If your business had any trace of a marketing strategy in place at the start of 2020, it’s likely it has been derailed if not completely abandoned. But with the market recovering across a range of industries, it’s time to set our sights to the year ahead and look at where to focus your marketing efforts in 2021.
Networx Brisbane hosted its last marketing panel event for the year at The Calile last Thursday, where panelists discussed business and marketing strategies for the year ahead across medical, sports and education sectors, while discussing broader implications and strategies for other industries. These were the top takeaways for small businesses.
Find creative ways to engage your audiences
Clare Dale, the National Campaign and Strategy Manager for game development at the AFL, had a tough job on her hands when stakeholders (kids and parents) were kicked off the field this year. To keep their players and parents engaged during lockdowns across the state, AFL Queensland ran a social media campaign encouraging people to film themselves kicking a football into a wheelie bin.
“For us it was about inspiring optimism and hope for our community,” Clare said.
“Never more has the community sought a sense of familiarity, belonging and connection. Align your values with your audience and find meaningful ways to connect with them online and offline.”
Goodstart Early Learning took a totally different approach. Faced with the barrier of not being able to deliver face-to-face education to kids, the childcare and education provider brought forward an online content and learning portal project that was planned to be produced in 2023 over 6 months, Head of Experience & Marketing at Goodstart Early Learning, Tim Cochrane shared.
Key takeaway: Connecting with your audience in a way that is meaningful is going to be more and more important for brands in competitive environments. Look for outside-the-box ways to add value for customers and engage on a deeper level.
Know when to talk and when to say nothing
If COVID-19 taught us anything, it’s that comms are more important than ever. We all saw the smorgasbord of ads reminding us we’re all in this together, but brands that broke through were opting to help, not hype.
This was high on the agenda for Jess Daly, the General Manager, Strategic Marketing & Communications at The Royal Australian College of General Practitioners (RACGP).
“As GPs found themselves in the deep end of the COVID-19 crisis, RACGP had a responsibility to compile and distribute information that would keep the industry informed and up-to-date,” Jess said. “Accordingly, our team’s focus shifted quickly into proactive communications about the industry developments.”
Key takeaway for brands: Like 2020, the year ahead will no doubt be filled with opportunities for brands to react and share their opinions of global events – whether that’s a black tile on Instagram, their position on an election or reminding their customer to stay safe. Understand how the story relates to your audience and respond mindfully (or not at all) rather than jumping on the bandwagon.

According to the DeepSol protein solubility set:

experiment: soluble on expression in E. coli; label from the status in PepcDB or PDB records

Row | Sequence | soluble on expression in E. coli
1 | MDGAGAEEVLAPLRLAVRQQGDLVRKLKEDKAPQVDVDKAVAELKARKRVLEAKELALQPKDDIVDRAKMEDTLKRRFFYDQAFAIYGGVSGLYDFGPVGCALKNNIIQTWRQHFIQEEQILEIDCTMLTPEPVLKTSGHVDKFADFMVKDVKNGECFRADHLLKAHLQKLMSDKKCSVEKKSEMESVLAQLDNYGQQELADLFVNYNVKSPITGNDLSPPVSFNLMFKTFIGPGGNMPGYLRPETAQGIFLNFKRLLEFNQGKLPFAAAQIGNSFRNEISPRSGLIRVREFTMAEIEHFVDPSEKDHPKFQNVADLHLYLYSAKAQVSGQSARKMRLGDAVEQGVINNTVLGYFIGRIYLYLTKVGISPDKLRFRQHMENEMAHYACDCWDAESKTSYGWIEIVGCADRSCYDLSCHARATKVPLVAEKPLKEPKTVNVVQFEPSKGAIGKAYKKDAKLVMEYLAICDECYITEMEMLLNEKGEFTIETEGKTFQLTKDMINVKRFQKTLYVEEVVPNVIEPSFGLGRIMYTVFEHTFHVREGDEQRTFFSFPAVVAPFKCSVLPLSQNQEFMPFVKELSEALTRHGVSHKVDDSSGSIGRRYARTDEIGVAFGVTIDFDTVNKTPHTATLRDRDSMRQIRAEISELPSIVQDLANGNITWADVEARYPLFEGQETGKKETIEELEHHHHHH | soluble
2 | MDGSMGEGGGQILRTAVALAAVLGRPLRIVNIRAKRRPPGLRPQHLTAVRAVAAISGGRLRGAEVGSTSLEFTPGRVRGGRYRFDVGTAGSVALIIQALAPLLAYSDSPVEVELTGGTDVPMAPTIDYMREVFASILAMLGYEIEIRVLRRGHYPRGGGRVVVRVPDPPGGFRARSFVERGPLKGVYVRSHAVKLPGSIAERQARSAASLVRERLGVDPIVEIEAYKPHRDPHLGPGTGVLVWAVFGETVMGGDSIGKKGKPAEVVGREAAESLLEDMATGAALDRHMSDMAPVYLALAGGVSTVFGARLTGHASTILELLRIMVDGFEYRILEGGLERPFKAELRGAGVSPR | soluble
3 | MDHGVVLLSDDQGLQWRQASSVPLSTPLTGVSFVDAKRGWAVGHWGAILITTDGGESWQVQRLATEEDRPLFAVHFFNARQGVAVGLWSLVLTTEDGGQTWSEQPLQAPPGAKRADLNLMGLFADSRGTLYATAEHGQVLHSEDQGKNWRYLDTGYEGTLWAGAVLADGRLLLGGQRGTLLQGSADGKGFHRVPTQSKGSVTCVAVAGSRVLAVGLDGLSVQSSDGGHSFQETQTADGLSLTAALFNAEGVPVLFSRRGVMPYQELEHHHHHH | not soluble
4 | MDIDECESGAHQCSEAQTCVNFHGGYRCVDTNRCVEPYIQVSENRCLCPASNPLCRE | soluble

Create channel-first content
AFL Queensland’s Premiership Cup video campaign wasn’t just an opportunity to brag about having the cup in Queensland – it was also a chance to showcase the state as a whole. The organisation created a vertically-oriented, mobile-optimised video for a social-led campaign that was watched widely throughout the country.
On the contrary, the RACGP needed to engage a mass audience to get them to access their GPs. The brand executed a TV-led campaign with a fantastic and simple creative that created action.
Key takeaway: With more channels than ever at our disposal as marketers, it’s easy to take a creative-first approach that is adapted to channels. Identifying where your audience is first and adapting the creative to the channel will result in much more effective engagement and action.
Jess Daly stressed that generalist marketing staff that can manage comms, PR, media and marketing are going to be important assets to have moving forward.
“The only reason we’ve been able to move forward this year has been that everyone has been so flexible,” she said. “I think ‘job description’ means something a little different now.”
Clare Dale from AFL Queensland backed this up by saying that agility, and the ability to be flexible and perform across multiple roles, will be a crucial skill in 2021 and onwards.
Key takeaway: Local, national and international events often have an impact on the way we do business. Having people with flexible skill sets that cover PR, comms and marketing execution will ensure the business can operate in a proactive and reactive state.
Reset your expectations
All three panelists spoke of managing new expectations. Across their businesses, they had been able to do a lot with a little during COVID-19, but they’re mindful of burnout heading into 2021.
“We’ve done so much with leaner teams and budgets during COVID-19,” Jess said, “but that’s not sustainable going forward.”
Key takeaway: Marketers and small business owners alike need to reshift their thinking and expectations to ensure they’re putting forward the appropriate resources and budgets to execute their marketing and sales strategies post-COVID. Otherwise, staff face burnout and disengagement.